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Here is an interesting puzzle taken from mathproblems.info:

There is a straight cable buried under a unit square field. You must dig one or >more ditches to locate the buried cable. Where should you dig to guarantee >finding the cable and to minimize digging? For example you could dig an X shape >for total ditch length of 2*sqr(2) but there is a better answer.

Answer:

Let the corners of the square be at (0,0),(1,0),(1,1), and (0,1). The solution is to dig the following ditches:

(0,0) to (x,x); (1,0) to (x,x); (0,1) to (x,x); (1/2,1/2) to (1,1)

Where x = (3-sqr(3))/6 =~ 0.2113248654

The total length of all ditches is aproximately 2.6389584338

How to prove this result? Assuming that the solution is to dig (0,0) to (x,x); (1,0) to (x,x); (0,1) to (x,x); (1/2,1/2) to (1,1), it is straight forward to show that the best value for x is (3-sqr(3))/6, but how to justify that such a digging is optimal?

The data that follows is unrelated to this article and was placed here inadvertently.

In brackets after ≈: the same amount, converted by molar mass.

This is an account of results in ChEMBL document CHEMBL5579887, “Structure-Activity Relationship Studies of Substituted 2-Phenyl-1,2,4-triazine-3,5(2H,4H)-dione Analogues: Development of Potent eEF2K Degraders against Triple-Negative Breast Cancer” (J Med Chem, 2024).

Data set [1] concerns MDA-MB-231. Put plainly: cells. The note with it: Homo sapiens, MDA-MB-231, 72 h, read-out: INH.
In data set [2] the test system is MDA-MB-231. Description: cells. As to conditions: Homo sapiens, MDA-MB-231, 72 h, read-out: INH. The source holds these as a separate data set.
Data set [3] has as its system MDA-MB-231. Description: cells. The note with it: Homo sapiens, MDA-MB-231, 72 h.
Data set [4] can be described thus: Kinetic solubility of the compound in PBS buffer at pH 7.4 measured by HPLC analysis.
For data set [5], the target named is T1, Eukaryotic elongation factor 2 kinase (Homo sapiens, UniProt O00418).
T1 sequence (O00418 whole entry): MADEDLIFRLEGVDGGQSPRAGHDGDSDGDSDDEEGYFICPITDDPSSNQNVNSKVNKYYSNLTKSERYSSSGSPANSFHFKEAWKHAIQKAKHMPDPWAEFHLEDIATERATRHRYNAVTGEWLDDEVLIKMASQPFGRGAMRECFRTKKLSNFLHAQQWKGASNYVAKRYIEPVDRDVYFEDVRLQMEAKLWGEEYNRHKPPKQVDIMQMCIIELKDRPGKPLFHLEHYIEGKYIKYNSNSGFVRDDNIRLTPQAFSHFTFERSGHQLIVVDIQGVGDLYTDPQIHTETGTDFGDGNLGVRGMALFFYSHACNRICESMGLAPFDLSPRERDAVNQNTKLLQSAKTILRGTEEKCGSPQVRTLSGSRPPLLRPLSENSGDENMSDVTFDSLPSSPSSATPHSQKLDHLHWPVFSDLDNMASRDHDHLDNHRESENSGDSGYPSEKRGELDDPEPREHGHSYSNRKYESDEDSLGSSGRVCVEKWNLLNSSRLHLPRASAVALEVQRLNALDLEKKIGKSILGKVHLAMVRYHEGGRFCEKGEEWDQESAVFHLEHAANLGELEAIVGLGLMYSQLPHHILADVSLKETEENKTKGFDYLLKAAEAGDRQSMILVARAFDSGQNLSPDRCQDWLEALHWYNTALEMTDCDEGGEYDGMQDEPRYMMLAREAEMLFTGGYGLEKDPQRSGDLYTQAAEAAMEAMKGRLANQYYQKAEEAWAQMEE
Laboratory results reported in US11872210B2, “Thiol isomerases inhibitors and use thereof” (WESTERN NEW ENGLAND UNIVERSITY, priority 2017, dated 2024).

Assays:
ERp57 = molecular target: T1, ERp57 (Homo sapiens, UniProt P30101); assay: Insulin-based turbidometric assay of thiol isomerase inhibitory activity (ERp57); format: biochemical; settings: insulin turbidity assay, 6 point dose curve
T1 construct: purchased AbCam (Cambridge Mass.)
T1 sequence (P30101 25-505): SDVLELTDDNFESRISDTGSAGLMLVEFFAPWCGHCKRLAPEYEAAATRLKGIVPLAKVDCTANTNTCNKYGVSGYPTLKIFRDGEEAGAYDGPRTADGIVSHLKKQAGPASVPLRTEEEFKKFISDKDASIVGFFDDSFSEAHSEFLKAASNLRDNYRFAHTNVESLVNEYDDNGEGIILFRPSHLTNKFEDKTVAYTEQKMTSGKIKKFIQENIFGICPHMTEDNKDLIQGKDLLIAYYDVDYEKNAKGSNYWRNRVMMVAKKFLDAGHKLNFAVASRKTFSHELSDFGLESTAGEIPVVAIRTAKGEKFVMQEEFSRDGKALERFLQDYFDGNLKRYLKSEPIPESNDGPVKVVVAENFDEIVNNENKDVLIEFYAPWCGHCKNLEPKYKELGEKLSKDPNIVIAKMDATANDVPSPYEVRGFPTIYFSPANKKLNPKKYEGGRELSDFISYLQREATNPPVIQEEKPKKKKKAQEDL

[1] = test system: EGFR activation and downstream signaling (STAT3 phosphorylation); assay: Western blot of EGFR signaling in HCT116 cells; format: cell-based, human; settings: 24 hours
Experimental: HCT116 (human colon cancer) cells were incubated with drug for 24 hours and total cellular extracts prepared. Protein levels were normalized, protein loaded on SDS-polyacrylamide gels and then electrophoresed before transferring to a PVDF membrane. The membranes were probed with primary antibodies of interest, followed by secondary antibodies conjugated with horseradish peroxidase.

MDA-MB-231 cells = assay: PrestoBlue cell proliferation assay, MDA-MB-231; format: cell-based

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  • $\begingroup$ Do we have any information about where the cable is? It could be coiled up in a tight ball, so tight it can be modelled as a single point, and placed in a random location. If so, we have no choice but to dig up the whole field. Does it stretch across the field? If so, in which direction? Also, what is meant by "ditch"? From the solution, I'm guessing a ditch is a line segment? $\endgroup$ – Jack M Mar 21 '14 at 12:40
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This is "The Opaque Square Problem". http://arxiv.org/abs/1311.3323 is a recent paper about it, with references.

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